- The town of Chernobyl was completely abandoned after the nuclear disaster, including the port and its boats
- While some were repair vessels working at the power station, others were simply in the wrong place
- More than 30 years later they are still there, rusting into the water because they are too irridiated to salvage
- Photographer Thomas Windisch captured these eerie images of the wrecks during his visit to the town
These are the rusting shipwrecks of Chernobyl, left to sink into the river that carried them to the site of the nuclear disaster more than 30 years after the reactor went into meltdown.
While some of them have been hacked up for scrap by workers brave enough to venture there, many still remain as they were left when everyone fled as radiation filled the air around them.
Photographer Thomas Windisch captured these eerie images of the remaining vessels which once helped to repair the site, but now lie abandoned.
Photographer Thomas Windisch captured these images while visiting Chernobyl dockyard which was once used to supply and repair the nuclear facility before the disaster there in 1986. The rusting wrecks have since been left to decay into the Pripyat river which carried them to the site in the first place
Mr Windisch said many of the vessels were used by the nuclear facility, but some were simply in the wrong place at the wrong time as the disaster unfolded. While some have been hacked apart for scrap, others remain almost intact – too badly irradiated to be used for anything else
Some of the boats were used after the blast in order to help with the cleanup, Mr Windisch said, but most of them have not moved a day since their owners fled. The Chernobyl meltdown is the deadliest in history, having killed 31 people directly and affected the health of hundreds of thousands of other workers
The port existed for decades before the nuclear power plant was built there, serving as a fishing and transport hub for the locals. It was later appropriated for use by the power plant. Chernobyl is the second-most expensive nuclear disaster to clean up, at $50billion in today’s money, compared to Fukushima Daiichi, estimated at $187billion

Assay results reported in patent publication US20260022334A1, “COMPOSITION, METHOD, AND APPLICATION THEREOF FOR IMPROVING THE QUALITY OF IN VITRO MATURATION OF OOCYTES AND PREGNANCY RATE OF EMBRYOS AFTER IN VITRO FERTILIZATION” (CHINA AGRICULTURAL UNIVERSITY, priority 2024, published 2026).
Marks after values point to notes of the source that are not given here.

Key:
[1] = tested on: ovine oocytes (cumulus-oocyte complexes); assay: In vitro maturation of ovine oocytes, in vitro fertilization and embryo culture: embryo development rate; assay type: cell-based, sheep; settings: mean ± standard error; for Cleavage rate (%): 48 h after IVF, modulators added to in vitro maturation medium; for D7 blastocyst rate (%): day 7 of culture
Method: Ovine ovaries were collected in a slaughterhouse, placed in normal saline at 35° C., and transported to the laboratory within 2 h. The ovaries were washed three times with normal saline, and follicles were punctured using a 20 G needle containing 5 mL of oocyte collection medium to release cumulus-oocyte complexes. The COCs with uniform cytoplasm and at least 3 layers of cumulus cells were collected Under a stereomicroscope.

The town of Chernobyl, where the port was located, is actually situated around 13 miles from the nuclear plant, but still needed to be abandoned following the disaster. Radiation levels were so intense after the meltdown that workers close to the core were given a lethal dose within seconds
The shipyard is located just to the north of Chernobyl, in a natural inlet of the Pripyat river, downstream from the nuclear plant. Even today, radiation levels are still too high for safe human habitation – though some people have returned, while tourists also frequent the site
The boats, along with the surrounding area, were abandoned shortly before 1.30am on April 26, 1986, when the Chernobyl nuclear plant went into meltdown. The disaster happened during a security drill which went wrong, causing water to be suddenly vaporised into steam, which led to an explosion
Nature has been reclaiming the site since people left more than 30 years ago, with grasses and weeds sprouting up through the decks of the rusting ships and vines covering abandoned buildings. Biologists have also reported large and rare animals being seen in the area for the first time in decades
Until the Fukushima Daiichi disaster, Chernobyl was the worst nuclear disaster on record, ranked a maximum 7 on the International Nuclear Event Scale. By comparison the Three Mile Island incident was marked as a 5. The exclusion zone around Chernobyl (pictured) and Pripyat remains in place to this day
While the accident took place in Ukraine, the impact was felt internationally. Belarus was actually the most contaminated by the fallout, followed by Ukraine and then Russia. The radiation spread to most of Europe, and was detected at significant levels as far afield as Italy, 1,500 miles from the reactor
The port was located around a floating pontoon, which remains (pictured). Mr Windisch said a few homes near the site even appeared to be inhabited, despite health warnings, though he did not see any of the occupants
Courtesy: Daily Mail Online